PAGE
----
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Road Bill, Steel Prices Blamed for Firm's Loss

Congress and the Bush administration have been at odds in an election year over how much to spend on highways. President Bush wants a $256 billion outlay over the six years usually covered by the bill, which was to have been passed a year ago. After months of haggling, the House and Senate recently failed to compromise on a $299 billion bill. Meanwhile, Congress has been patching together short-term spending bills, the latest to run through the spring, which means that next year is the earliest a complete six-year bill can be passed.

That is a serious problem. State and local governments that depend on federal highway money are holding back on putting out bids for much-needed road projects. One such project is the widening of Interstate 95 south of Newington, where it becomes three lanes from four. The Northern Virginia Transportation Alliance supports the project, saying that if Washington needed to be evacuated during an attack, that is where one of the worst bottlenecks would happen.

Williams can be blunt about his feelings because his name is on the front door and his family owns much of the company's stock. The company, though, has had its troubles, and some of them started before Congress began dawdling over the highway bill.

Frank E. Williams Jr., father of the current chairman, started the company in 1960 and spent the go-go 1980s acquiring other companies and running up debt. When the recession hit in 1990, the company began losing money and defaulted on most of its bank loans. Williams retired in 1994 but still owns almost 17 percent of the company; the family owns almost 30 percent more. The stock was delisted from the Nasdaq for several years. In 1997, it had to trade forgiveness of $4.5 million in bank loans for equity in the company. The company has been trading between $3.50 and $4.50 a share since March.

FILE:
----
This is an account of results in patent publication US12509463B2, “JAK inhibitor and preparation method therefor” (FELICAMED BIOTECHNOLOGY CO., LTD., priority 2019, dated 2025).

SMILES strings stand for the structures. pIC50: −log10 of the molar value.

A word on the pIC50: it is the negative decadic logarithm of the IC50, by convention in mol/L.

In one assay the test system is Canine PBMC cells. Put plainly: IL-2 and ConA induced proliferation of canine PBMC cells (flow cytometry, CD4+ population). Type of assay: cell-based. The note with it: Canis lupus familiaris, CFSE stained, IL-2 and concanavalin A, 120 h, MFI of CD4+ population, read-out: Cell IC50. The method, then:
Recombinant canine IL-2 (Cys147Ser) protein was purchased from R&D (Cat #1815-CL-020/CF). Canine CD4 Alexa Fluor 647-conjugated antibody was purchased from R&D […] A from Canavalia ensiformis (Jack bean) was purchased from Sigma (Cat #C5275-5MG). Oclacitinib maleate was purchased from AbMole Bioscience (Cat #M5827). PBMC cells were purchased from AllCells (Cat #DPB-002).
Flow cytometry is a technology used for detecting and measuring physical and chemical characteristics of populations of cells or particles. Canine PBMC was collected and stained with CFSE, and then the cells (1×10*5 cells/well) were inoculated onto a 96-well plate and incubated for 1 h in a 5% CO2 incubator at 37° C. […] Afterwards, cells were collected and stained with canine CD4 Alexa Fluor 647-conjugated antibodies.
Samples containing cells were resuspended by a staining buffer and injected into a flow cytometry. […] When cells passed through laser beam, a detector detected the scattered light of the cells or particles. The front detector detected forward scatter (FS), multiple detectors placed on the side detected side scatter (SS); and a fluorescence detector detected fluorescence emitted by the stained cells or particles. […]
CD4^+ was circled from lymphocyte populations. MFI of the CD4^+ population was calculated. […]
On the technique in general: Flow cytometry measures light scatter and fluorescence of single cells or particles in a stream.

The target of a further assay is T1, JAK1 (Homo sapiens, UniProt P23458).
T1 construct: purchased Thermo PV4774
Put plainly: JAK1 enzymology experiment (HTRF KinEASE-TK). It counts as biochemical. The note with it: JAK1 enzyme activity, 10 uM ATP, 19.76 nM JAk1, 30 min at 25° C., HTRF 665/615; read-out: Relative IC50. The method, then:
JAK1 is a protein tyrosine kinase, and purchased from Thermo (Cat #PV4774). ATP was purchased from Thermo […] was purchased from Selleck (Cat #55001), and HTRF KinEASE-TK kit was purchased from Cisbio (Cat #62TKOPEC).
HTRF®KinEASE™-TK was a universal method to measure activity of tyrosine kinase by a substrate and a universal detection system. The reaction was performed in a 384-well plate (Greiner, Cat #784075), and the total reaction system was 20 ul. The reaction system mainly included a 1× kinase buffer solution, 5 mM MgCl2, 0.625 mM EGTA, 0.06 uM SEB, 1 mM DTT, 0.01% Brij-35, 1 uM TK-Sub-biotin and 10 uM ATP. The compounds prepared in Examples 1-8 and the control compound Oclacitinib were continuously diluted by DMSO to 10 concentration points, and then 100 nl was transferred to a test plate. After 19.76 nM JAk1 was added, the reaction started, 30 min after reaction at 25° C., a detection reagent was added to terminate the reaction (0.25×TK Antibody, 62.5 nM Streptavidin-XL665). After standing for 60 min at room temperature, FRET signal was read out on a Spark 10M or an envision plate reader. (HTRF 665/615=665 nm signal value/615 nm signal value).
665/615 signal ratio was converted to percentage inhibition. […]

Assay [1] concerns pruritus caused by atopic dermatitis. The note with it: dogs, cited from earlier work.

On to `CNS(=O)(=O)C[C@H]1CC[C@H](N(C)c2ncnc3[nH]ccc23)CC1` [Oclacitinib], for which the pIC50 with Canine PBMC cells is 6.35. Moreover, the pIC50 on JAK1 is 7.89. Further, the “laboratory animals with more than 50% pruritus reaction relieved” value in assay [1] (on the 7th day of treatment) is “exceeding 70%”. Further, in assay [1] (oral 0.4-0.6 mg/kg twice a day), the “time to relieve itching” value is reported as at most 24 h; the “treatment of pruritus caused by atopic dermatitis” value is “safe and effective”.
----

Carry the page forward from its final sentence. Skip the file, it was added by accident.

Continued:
In 2001, the company moved its corporate headquarters from more expensive Falls Church to just outside the city of Manassas. It is the only publicly held company headquartered in Prince William County.

Despite the delay in the highway bill, Williams is working on some of the biggest projects in its history. Those include the underground visitor center being built in front of the U.S. Capitol; the Springfield interchange; and a $30 million deal to fashion and erect girders on the new Woodrow Wilson Bridge across the Potomac, its biggest project ever.

The company's revenue last year was $53.9 million. Although it's a relatively small company, its political profile in the industry might grow.

Pastor, the company spokeswoman, said that Williams will keep banging away at Congress and the administration. "I've even registered to lobby," she said.

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